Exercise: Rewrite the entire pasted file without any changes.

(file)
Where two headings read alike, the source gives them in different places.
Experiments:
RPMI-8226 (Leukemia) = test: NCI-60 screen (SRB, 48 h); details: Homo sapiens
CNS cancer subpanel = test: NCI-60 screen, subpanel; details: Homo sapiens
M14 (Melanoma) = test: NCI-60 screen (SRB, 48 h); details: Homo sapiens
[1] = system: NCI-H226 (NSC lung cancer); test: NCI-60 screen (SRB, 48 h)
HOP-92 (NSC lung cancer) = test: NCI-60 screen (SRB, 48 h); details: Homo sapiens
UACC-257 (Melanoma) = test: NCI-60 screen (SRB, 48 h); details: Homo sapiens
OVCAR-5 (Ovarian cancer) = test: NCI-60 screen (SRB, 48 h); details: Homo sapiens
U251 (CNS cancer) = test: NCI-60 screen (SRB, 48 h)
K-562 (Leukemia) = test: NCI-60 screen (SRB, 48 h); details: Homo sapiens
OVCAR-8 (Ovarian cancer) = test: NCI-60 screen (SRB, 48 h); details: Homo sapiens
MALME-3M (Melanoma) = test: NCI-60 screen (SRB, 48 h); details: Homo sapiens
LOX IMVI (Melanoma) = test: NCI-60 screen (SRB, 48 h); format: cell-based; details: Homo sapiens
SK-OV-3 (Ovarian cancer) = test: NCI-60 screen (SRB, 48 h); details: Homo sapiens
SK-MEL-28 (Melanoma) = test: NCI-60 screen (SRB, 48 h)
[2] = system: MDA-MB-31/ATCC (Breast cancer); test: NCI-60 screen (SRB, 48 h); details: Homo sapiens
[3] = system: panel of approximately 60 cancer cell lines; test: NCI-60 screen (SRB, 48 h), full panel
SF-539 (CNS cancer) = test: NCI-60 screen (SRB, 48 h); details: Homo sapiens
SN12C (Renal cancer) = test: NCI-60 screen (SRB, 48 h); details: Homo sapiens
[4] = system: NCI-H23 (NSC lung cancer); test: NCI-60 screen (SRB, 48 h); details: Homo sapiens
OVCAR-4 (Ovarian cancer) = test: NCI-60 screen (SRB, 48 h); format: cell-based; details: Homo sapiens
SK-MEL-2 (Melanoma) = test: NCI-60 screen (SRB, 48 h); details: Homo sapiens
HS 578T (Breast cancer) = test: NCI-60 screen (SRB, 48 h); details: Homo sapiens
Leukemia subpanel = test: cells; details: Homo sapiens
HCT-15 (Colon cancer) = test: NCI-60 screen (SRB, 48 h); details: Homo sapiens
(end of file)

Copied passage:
Where two headings read alike, the source gives them in different places.
Experiments:
RPMI-8226 (Leukemia) = test: NCI-60 screen (SRB, 48 h); details: Homo sapiens
CNS cancer subpanel = test: NCI-60 screen, subpanel; details: Homo sapiens
M14 (Melanoma) = test: NCI-60 screen (SRB, 48 h); details: Homo sapiens
[1] = system: NCI-H226 (NSC lung cancer); test: NCI-60 screen (SRB, 48 h)
HOP-92 (NSC lung cancer) = test: NCI-60 screen (SRB, 48 h); details: Homo sapiens
UACC-257 (Melanoma) = test: NCI-60 screen (SRB, 48 h); details: Homo sapiens
OVCAR-5 (Ovarian cancer) = test: NCI-60 screen (SRB, 48 h); details: Homo sapiens
U251 (CNS cancer) = test: NCI-60 screen (SRB, 48 h)
K-562 (Leukemia) = test: NCI-60 screen (SRB, 48 h); details: Homo sapiens
OVCAR-8 (Ovarian cancer) = test: NCI-60 screen (SRB, 48 h); details: Homo sapiens
MALME-3M (Melanoma) = test: NCI-60 screen (SRB, 48 h); details: Homo sapiens
LOX IMVI (Melanoma) = test: NCI-60 screen (SRB, 48 h); format: cell-based; details: Homo sapiens
SK-OV-3 (Ovarian cancer) = test: NCI-60 screen (SRB, 48 h); details: Homo sapiens
SK-MEL-28 (Melanoma) = test: NCI-60 screen (SRB, 48 h)
[2] = system: MDA-MB-31/ATCC (Breast cancer); test: NCI-60 screen (SRB, 48 h); details: Homo sapiens
[3] = system: panel of approximately 60 cancer cell lines; test: NCI-60 screen (SRB, 48 h), full panel
SF-539 (CNS cancer) = test: NCI-60 screen (SRB, 48 h); details: Homo sapiens
SN12C (Renal cancer) = test: NCI-60 screen (SRB, 48 h); details: Homo sapiens
[4] = system: NCI-H23 (NSC lung cancer); test: NCI-60 screen (SRB, 48 h); details: Homo sapiens
OVCAR-4 (Ovarian cancer) = test: NCI-60 screen (SRB, 48 h); format: cell-based; details: Homo sapiens
SK-MEL-2 (Melanoma) = test: NCI-60 screen (SRB, 48 h); details: Homo sapiens
HS 578T (Breast cancer) = test: NCI-60 screen (SRB, 48 h); details: Homo sapiens
Leukemia subpanel = test: cells; details: Homo sapiens
HCT-15 (Colon cancer) = test: NCI-60 screen (SRB, 48 h); details: Homo sapiens